Canoes and Sailing

“Ko te iwi te wairua o te waka, ko te waka te wairua o te iwi” The people are the spirit of the waka; the waka is the spirit of the people. Maori saying

Vakas were (and still are) of great importance to Pacific peoples. In the past, they were the way to travel, trade, and get food. They were part of stories and the work of everyday life. The whole community had huge respect for them. The Pacific peoples developed different types of canoes and ways of sailing for different purposes.

In Aotearoa GLOSSARY Aotearoa - New Zealand , one of the last places to be settled GLOSSARY settled - came to and occupied in the Pacific, every Maori iwi (tribe) is connected to the crew of one of the big canoes that first arrived there. This is the starting point of their whakapapa (family line, history). Waka GLOSSARY Waka - Maori word for voyaging canoe , the word for canoe, can be used in many different ways - for example, to mean a project or voyage done together, both physical and spiritual.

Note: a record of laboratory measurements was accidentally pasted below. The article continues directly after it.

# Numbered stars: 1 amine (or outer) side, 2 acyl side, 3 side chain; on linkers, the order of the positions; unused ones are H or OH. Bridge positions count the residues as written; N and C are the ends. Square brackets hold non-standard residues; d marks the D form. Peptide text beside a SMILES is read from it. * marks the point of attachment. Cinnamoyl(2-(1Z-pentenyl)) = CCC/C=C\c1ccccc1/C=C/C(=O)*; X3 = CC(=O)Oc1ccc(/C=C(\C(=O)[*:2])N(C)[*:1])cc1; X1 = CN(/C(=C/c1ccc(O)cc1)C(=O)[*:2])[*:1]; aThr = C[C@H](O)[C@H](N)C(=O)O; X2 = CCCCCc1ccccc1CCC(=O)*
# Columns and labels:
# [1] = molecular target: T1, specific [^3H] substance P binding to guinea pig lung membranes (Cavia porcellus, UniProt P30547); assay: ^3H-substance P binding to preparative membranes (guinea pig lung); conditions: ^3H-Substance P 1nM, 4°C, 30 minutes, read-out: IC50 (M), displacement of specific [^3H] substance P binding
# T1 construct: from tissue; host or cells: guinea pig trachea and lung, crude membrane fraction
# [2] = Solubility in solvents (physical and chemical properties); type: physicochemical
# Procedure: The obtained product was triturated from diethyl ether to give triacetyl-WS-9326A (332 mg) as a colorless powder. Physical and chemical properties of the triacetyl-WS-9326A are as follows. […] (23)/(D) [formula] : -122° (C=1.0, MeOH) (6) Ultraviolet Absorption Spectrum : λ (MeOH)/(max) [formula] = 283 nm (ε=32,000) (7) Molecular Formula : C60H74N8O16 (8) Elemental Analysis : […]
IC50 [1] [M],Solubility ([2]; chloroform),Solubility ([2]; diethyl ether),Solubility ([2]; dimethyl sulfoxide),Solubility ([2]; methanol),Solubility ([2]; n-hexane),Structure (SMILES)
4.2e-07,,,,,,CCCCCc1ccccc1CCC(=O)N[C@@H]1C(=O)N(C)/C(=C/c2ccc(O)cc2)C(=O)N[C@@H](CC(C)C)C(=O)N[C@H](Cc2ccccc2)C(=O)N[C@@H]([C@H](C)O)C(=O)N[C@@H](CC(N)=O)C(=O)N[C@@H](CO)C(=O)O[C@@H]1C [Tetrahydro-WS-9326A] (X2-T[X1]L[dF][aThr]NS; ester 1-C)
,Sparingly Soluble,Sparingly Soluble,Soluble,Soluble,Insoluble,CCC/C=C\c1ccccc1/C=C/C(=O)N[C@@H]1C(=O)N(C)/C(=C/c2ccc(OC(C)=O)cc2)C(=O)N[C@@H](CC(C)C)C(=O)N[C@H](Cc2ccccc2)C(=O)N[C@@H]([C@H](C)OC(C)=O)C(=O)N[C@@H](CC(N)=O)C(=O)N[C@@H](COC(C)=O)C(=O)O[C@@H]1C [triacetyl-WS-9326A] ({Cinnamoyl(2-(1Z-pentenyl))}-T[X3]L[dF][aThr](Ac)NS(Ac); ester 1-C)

Being both a wayfinder and a senap

Satawalese senap (master canoe builder) Edward Remoi

“If you want to learn how to be a wayfinder, then you also have to learn how to make a canoe. The two are related: navigation and canoe making. It is good to be both a wayfinder and a senap. Otherwise people may say, "You just know how to navigate, but you don't know how to make a canoe." Also you will have to borrow a canoe. But if the people you ask don't lend it, then you will not be able to travel anywhere. If they don't want to lend their canoe, what are you going to do?”

“From The Vaka Taumako Project.”